“Kimberly, the problem with that question is that it invites candidates to make stuff up or outright lie to the interviewer. Most responses will be trite cliches loaded with meaningless crap.”

“So, how should I respond?” insisted Kimberly. “The head hunter said this question will likely be asked.”

“And he’s right, so you need to be prepared. Remember, the interviewer has an expectation of what an acceptable response would be. The interviewer is playing a game, trying to get you to guess a right answer. Guess wrong and you lose.

“My philosophy is, always try to pull hypothetical questions back to your own real experience. It might sound like this:

Frankly, I can’t tell you why you would want to hire me without understanding the criteria you are using to make this hiring decision. But I can tell you why my last employer hired me, and it is related to something very specific to your job posting.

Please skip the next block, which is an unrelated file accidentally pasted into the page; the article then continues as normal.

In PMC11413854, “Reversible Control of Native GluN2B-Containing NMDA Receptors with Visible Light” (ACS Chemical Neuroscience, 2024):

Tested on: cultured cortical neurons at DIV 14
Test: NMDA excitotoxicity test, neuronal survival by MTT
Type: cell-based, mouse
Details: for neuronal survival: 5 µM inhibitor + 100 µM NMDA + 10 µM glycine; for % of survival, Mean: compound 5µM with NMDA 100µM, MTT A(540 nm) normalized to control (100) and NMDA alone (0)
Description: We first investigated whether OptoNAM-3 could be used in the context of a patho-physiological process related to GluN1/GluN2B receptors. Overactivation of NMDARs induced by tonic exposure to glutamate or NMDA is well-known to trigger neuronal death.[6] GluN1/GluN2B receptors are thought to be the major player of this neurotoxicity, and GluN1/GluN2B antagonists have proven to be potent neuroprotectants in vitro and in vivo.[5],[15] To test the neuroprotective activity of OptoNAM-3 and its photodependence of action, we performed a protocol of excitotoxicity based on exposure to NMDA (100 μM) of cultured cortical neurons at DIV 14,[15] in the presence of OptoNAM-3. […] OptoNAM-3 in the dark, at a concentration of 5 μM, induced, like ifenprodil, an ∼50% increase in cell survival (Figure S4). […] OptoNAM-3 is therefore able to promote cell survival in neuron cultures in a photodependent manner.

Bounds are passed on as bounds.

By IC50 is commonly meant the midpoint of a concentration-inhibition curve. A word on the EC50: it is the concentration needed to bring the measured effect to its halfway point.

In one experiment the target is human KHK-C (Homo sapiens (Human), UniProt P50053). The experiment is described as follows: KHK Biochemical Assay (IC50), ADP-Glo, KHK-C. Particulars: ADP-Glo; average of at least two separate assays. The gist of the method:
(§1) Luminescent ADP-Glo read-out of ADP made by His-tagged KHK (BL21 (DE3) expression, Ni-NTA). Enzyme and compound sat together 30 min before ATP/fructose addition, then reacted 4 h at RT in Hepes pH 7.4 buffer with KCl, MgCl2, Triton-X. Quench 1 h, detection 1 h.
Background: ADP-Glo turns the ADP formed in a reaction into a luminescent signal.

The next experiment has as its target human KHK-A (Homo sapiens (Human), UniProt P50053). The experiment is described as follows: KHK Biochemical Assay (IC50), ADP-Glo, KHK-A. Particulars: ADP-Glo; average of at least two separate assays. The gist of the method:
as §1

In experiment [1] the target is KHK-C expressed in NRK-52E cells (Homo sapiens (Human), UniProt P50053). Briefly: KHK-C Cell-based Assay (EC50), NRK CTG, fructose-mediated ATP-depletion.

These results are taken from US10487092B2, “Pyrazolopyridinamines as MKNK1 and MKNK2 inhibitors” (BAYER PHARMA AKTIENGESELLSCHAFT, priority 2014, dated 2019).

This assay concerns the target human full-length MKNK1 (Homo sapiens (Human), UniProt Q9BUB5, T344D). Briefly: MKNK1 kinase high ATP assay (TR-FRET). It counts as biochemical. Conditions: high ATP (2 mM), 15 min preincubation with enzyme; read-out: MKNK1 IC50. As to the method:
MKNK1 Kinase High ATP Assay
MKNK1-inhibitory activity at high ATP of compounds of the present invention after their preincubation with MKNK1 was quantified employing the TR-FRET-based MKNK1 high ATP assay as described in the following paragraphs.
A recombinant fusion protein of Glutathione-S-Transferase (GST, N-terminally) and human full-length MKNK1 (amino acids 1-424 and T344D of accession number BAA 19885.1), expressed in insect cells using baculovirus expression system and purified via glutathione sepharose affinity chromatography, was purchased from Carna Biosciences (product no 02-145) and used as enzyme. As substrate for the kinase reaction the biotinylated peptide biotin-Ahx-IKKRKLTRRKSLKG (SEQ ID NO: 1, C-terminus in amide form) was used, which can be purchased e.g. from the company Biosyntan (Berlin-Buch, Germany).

Like your company, my last company had just installed some computer software, but no one was using it. Everyone finished the training, but still no one was using the software. My first task was to design daily administrative routines to get people started immediately. I then designed reconciliation routines to make sure the data was accurate going in. Finally, I developed a schedule of reports so other managers could make decisions about their departments. Within 30 days, we had moved completely off of our manual systems. Which part of that transition would you like to hear more about?

“Remember, Kimberly, a hypothetical question is a trap. Always move the question back to your own real experience.”

Hypothetical Questions Make Room for Lies

From the Ask Tom mailbag –

You say to stay away from hypothetical questions. We have been giving all candidates the same case study question. “What would you do if…?” First we think it’s fair to give all candidates the same question and we want to see how the candidate thinks on their feet. But, you say to stay away from hypothetical questions?

This is a great question and one I get all the time in my online program Hiring Talent.